London in autumn. Fluttering leaves. Children resolutely pacing off to new schools, distracted by little else than conker-strewn sidewalks. Baskets laden with pears and quinces, apples and pumpkins. The golden light of an Indian summer.
To know what to look forward to, in the weeks to come, this clever UK site breaks the year down month by month, and reaches beyond predictable fruit and vegetables to include meat and fish. Very useful! (There is a US sister site, which doesn’t seem as complete.)
Autumn is the time to curl up next to a window, to catch those ever ephemeral rays, with a stack of good books. Here are the two that have recently caught my attention. Bitter: A Taste of the World’s most Dangerous Flavor is Jennifer McLagan’s latest book. After Bones, Fat, and Odd Bits, McLagan delves into the misunderstood world of bitter, “the most interesting taste because we agree on it the least.” I agree. It sounds fascinating, and I love bitter. Dan Jurafsky’s The Language of Food: A Linguist Reads the Menu also sounds like a very interesting read. For anyone who writes about food certainly, and everyone who reads about it.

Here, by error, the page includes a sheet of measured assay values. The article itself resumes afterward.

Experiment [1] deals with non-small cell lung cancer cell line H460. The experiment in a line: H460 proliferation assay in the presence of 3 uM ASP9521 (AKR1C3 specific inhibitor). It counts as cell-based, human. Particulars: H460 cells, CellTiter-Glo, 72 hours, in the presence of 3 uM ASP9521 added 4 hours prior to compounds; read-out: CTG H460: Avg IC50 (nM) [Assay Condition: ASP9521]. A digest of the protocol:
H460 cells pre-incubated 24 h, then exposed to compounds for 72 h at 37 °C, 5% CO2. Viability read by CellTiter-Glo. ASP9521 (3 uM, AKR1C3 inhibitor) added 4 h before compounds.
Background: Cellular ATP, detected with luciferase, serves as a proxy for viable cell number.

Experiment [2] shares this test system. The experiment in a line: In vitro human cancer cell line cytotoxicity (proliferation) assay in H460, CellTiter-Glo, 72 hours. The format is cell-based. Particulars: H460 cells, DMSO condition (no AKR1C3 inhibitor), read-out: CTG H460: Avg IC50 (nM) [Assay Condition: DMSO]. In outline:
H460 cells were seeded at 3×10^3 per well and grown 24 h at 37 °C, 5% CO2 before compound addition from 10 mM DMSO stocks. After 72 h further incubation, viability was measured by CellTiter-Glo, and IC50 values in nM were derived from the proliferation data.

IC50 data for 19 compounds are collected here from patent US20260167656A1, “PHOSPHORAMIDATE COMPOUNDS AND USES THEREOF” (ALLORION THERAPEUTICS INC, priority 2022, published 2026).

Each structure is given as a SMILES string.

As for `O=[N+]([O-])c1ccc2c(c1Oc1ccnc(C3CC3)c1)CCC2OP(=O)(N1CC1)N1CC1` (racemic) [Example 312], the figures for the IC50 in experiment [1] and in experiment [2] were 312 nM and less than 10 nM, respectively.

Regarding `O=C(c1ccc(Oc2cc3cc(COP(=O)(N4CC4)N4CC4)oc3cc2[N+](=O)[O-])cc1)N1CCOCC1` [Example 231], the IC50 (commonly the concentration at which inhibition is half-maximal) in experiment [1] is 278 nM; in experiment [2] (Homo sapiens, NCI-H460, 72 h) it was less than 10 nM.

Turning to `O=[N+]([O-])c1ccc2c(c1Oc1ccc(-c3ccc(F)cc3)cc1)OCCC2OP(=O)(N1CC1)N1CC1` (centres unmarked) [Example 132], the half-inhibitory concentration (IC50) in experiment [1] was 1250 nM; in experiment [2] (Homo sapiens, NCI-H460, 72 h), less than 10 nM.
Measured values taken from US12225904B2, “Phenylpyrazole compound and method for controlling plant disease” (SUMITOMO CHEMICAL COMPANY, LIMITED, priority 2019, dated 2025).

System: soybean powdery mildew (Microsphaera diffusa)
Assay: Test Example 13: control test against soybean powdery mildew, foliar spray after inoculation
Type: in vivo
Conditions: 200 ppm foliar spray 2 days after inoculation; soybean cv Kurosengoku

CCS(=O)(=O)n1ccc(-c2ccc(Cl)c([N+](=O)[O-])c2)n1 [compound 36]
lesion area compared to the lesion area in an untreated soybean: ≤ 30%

The wind rouses, the air cools, the park is already full of jackets and scarves. Autumn is irresistible.